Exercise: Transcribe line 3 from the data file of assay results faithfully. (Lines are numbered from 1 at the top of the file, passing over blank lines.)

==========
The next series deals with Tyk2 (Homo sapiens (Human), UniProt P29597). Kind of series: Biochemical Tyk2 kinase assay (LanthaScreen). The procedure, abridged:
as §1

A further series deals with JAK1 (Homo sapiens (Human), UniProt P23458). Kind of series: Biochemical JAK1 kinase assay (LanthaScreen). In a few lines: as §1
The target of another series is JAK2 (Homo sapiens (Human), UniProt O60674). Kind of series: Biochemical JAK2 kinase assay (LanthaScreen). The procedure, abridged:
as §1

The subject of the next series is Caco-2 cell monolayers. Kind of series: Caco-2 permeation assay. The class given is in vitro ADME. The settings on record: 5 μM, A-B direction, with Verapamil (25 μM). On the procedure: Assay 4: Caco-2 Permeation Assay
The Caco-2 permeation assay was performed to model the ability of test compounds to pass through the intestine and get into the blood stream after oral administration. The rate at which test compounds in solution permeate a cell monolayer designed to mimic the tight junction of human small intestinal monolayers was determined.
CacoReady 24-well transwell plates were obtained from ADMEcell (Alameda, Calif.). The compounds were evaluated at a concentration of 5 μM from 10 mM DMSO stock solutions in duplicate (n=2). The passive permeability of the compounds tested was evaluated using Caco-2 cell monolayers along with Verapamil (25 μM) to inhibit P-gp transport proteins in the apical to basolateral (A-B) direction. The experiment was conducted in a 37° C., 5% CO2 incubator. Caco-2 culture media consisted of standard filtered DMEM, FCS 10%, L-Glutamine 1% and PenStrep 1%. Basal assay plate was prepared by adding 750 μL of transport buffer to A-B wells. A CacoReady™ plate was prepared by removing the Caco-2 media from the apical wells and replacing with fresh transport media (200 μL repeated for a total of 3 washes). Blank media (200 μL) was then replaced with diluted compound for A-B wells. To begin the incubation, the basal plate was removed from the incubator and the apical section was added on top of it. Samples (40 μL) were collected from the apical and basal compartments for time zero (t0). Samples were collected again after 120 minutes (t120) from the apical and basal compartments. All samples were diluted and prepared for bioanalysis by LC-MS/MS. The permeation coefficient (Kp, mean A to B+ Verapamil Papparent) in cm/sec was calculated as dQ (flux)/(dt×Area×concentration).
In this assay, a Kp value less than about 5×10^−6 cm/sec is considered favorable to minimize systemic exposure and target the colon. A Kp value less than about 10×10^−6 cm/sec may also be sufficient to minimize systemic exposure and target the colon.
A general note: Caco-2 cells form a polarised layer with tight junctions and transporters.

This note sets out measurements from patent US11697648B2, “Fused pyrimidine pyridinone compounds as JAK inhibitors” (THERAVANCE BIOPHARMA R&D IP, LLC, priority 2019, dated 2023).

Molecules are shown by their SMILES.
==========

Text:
A further series deals with JAK1 (Homo sapiens (Human), UniProt P23458). Kind of series: Biochemical JAK1 kinase assay (LanthaScreen). In a few lines: as §1